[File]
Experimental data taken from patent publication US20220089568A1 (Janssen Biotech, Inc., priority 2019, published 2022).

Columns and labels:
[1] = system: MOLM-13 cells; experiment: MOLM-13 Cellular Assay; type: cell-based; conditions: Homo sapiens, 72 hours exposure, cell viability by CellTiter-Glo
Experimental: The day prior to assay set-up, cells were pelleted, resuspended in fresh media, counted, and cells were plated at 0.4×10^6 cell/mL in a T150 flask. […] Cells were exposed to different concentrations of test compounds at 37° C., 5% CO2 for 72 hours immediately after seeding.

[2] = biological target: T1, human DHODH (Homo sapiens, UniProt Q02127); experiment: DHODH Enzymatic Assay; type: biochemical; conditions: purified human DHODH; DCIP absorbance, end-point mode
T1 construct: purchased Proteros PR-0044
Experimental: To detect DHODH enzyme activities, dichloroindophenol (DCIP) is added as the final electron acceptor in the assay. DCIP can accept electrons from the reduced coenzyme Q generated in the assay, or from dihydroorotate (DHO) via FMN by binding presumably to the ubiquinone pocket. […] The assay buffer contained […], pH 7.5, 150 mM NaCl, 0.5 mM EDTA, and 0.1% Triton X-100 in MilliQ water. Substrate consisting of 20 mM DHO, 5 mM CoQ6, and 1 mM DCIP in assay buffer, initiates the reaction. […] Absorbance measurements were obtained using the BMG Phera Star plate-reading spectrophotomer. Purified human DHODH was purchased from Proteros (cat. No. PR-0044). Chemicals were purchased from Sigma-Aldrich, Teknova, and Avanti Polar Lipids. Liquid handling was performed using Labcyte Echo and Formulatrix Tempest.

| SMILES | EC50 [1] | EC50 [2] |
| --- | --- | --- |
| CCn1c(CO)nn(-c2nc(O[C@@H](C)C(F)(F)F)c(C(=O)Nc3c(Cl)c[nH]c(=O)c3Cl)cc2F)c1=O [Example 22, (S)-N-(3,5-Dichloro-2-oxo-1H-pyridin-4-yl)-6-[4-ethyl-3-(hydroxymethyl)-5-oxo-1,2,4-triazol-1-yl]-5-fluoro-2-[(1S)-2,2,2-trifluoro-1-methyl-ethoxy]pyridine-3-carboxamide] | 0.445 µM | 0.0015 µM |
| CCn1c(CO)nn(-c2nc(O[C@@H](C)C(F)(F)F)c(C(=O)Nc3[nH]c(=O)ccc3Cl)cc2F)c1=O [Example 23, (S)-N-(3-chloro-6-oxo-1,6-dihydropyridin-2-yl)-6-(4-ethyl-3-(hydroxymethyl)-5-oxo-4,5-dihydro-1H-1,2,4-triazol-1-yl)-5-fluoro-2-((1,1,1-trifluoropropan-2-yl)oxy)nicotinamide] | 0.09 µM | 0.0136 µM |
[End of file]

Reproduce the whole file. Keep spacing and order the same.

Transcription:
Experimental data taken from patent publication US20220089568A1 (Janssen Biotech, Inc., priority 2019, published 2022).

Columns and labels:
[1] = system: MOLM-13 cells; experiment: MOLM-13 Cellular Assay; type: cell-based; conditions: Homo sapiens, 72 hours exposure, cell viability by CellTiter-Glo
Experimental: The day prior to assay set-up, cells were pelleted, resuspended in fresh media, counted, and cells were plated at 0.4×10^6 cell/mL in a T150 flask. […] Cells were exposed to different concentrations of test compounds at 37° C., 5% CO2 for 72 hours immediately after seeding.

[2] = biological target: T1, human DHODH (Homo sapiens, UniProt Q02127); experiment: DHODH Enzymatic Assay; type: biochemical; conditions: purified human DHODH; DCIP absorbance, end-point mode
T1 construct: purchased Proteros PR-0044
Experimental: To detect DHODH enzyme activities, dichloroindophenol (DCIP) is added as the final electron acceptor in the assay. DCIP can accept electrons from the reduced coenzyme Q generated in the assay, or from dihydroorotate (DHO) via FMN by binding presumably to the ubiquinone pocket. […] The assay buffer contained […], pH 7.5, 150 mM NaCl, 0.5 mM EDTA, and 0.1% Triton X-100 in MilliQ water. Substrate consisting of 20 mM DHO, 5 mM CoQ6, and 1 mM DCIP in assay buffer, initiates the reaction. […] Absorbance measurements were obtained using the BMG Phera Star plate-reading spectrophotomer. Purified human DHODH was purchased from Proteros (cat. No. PR-0044). Chemicals were purchased from Sigma-Aldrich, Teknova, and Avanti Polar Lipids. Liquid handling was performed using Labcyte Echo and Formulatrix Tempest.

| SMILES | EC50 [1] | EC50 [2] |
| --- | --- | --- |
| CCn1c(CO)nn(-c2nc(O[C@@H](C)C(F)(F)F)c(C(=O)Nc3c(Cl)c[nH]c(=O)c3Cl)cc2F)c1=O [Example 22, (S)-N-(3,5-Dichloro-2-oxo-1H-pyridin-4-yl)-6-[4-ethyl-3-(hydroxymethyl)-5-oxo-1,2,4-triazol-1-yl]-5-fluoro-2-[(1S)-2,2,2-trifluoro-1-methyl-ethoxy]pyridine-3-carboxamide] | 0.445 µM | 0.0015 µM |
| CCn1c(CO)nn(-c2nc(O[C@@H](C)C(F)(F)F)c(C(=O)Nc3[nH]c(=O)ccc3Cl)cc2F)c1=O [Example 23, (S)-N-(3-chloro-6-oxo-1,6-dihydropyridin-2-yl)-6-(4-ethyl-3-(hydroxymethyl)-5-oxo-4,5-dihydro-1H-1,2,4-triazol-1-yl)-5-fluoro-2-((1,1,1-trifluoropropan-2-yl)oxy)nicotinamide] | 0.09 µM | 0.0136 µM |